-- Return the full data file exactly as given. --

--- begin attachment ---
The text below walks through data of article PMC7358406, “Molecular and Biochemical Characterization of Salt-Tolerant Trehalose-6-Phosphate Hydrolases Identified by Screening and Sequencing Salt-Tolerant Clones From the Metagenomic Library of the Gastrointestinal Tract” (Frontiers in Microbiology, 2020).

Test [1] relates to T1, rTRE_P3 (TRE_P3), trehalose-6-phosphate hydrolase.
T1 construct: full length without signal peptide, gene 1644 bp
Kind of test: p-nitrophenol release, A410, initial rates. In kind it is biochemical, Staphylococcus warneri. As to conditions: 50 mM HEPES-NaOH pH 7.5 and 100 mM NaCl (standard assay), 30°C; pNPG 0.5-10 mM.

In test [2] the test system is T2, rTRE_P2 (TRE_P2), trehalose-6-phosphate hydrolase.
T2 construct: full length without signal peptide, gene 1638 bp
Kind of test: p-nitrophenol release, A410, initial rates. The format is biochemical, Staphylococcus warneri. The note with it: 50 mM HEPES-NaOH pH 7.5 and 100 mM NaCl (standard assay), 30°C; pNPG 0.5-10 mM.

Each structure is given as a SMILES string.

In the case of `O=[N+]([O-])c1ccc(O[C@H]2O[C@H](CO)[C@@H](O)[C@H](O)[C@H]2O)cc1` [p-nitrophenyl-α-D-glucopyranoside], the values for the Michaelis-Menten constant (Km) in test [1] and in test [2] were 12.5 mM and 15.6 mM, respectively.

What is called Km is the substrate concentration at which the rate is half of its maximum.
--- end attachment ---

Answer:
The text below walks through data of article PMC7358406, “Molecular and Biochemical Characterization of Salt-Tolerant Trehalose-6-Phosphate Hydrolases Identified by Screening and Sequencing Salt-Tolerant Clones From the Metagenomic Library of the Gastrointestinal Tract” (Frontiers in Microbiology, 2020).

Test [1] relates to T1, rTRE_P3 (TRE_P3), trehalose-6-phosphate hydrolase.
T1 construct: full length without signal peptide, gene 1644 bp
Kind of test: p-nitrophenol release, A410, initial rates. In kind it is biochemical, Staphylococcus warneri. As to conditions: 50 mM HEPES-NaOH pH 7.5 and 100 mM NaCl (standard assay), 30°C; pNPG 0.5-10 mM.

In test [2] the test system is T2, rTRE_P2 (TRE_P2), trehalose-6-phosphate hydrolase.
T2 construct: full length without signal peptide, gene 1638 bp
Kind of test: p-nitrophenol release, A410, initial rates. The format is biochemical, Staphylococcus warneri. The note with it: 50 mM HEPES-NaOH pH 7.5 and 100 mM NaCl (standard assay), 30°C; pNPG 0.5-10 mM.

Each structure is given as a SMILES string.

In the case of `O=[N+]([O-])c1ccc(O[C@H]2O[C@H](CO)[C@@H](O)[C@H](O)[C@H]2O)cc1` [p-nitrophenyl-α-D-glucopyranoside], the values for the Michaelis-Menten constant (Km) in test [1] and in test [2] were 12.5 mM and 15.6 mM, respectively.

What is called Km is the substrate concentration at which the rate is half of its maximum.